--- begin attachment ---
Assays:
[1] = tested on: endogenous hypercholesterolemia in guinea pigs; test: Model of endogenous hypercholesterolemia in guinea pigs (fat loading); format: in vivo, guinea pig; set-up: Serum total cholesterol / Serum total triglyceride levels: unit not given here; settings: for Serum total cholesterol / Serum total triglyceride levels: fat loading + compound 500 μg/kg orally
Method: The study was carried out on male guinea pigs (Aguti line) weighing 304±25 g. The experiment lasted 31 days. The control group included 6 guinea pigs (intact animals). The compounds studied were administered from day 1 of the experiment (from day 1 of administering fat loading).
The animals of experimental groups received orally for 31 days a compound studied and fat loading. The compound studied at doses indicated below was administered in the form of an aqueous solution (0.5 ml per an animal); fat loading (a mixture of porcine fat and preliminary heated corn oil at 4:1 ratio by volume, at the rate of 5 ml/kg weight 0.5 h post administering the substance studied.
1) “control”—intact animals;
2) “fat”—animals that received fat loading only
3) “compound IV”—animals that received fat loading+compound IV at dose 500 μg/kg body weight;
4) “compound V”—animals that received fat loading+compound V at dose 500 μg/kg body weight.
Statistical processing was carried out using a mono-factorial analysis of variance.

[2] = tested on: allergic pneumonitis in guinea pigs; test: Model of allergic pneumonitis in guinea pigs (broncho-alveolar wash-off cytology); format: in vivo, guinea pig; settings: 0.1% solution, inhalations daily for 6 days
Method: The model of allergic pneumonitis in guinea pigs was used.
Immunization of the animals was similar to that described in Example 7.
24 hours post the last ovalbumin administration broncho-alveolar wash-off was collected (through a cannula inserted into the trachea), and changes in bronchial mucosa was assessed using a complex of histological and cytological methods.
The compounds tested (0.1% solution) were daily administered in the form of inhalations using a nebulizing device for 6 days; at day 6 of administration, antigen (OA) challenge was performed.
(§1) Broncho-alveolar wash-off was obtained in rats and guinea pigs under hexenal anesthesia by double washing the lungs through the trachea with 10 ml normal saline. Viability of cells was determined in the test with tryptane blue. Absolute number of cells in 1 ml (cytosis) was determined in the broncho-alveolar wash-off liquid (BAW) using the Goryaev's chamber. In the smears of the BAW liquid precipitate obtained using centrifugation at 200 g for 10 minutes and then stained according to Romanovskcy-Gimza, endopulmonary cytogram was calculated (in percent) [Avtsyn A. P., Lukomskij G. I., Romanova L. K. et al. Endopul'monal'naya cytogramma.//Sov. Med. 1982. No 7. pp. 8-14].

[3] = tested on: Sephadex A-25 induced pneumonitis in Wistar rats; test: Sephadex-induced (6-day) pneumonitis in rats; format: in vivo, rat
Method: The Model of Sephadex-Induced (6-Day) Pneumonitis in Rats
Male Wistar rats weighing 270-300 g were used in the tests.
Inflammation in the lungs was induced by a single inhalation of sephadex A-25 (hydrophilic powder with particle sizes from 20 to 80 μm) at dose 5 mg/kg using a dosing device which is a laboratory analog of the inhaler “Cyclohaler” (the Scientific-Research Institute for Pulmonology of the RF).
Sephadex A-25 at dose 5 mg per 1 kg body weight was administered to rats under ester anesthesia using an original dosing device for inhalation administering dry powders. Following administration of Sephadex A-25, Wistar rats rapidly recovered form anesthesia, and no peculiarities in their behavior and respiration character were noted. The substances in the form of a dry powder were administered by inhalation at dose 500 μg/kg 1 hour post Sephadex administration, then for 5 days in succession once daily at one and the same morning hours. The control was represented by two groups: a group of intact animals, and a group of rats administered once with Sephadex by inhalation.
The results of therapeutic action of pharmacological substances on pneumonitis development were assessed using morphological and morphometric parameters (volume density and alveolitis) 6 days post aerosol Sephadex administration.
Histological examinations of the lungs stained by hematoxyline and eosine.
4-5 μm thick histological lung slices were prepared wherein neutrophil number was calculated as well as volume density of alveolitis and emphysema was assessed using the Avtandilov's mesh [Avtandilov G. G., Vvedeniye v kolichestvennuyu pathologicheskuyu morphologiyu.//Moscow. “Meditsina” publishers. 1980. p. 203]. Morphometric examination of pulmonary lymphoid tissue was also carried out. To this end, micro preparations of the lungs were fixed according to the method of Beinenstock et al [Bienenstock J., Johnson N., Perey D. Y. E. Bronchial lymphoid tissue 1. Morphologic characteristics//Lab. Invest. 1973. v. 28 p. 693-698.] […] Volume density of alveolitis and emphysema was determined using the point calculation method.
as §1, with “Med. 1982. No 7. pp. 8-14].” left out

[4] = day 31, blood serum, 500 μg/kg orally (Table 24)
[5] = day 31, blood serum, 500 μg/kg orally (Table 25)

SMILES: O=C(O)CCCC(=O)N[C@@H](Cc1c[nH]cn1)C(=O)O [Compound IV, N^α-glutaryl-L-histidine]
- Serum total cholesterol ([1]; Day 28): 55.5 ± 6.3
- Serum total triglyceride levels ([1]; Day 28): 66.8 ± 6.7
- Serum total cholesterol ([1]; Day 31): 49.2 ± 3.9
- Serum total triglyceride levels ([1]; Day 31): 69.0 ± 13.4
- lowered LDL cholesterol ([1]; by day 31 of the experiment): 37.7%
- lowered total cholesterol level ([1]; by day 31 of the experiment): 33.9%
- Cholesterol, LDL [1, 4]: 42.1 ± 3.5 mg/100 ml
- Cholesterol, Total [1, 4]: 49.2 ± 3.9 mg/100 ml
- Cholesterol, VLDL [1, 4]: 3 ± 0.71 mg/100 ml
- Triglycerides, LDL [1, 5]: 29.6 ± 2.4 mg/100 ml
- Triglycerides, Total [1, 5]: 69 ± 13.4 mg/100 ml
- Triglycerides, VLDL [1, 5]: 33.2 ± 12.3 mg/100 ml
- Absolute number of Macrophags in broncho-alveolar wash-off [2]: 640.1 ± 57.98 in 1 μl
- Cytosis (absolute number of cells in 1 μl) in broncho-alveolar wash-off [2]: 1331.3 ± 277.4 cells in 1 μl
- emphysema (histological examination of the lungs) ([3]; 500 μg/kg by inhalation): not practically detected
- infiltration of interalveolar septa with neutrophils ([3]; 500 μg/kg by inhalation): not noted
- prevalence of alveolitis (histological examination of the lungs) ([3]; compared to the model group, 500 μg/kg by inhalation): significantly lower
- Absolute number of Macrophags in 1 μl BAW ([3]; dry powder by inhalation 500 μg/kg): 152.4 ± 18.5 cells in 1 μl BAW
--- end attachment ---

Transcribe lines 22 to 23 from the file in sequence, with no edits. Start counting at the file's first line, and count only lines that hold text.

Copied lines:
Histological examinations of the lungs stained by hematoxyline and eosine.
4-5 μm thick histological lung slices were prepared wherein neutrophil number was calculated as well as volume density of alveolitis and emphysema was assessed using the Avtandilov's mesh [Avtandilov G. G., Vvedeniye v kolichestvennuyu pathologicheskuyu morphologiyu.//Moscow. “Meditsina” publishers. 1980. p. 203]. Morphometric examination of pulmonary lymphoid tissue was also carried out. To this end, micro preparations of the lungs were fixed according to the method of Beinenstock et al [Bienenstock J., Johnson N., Perey D. Y. E. Bronchial lymphoid tissue 1. Morphologic characteristics//Lab. Invest. 1973. v. 28 p. 693-698.] […] Volume density of alveolitis and emphysema was determined using the point calculation method.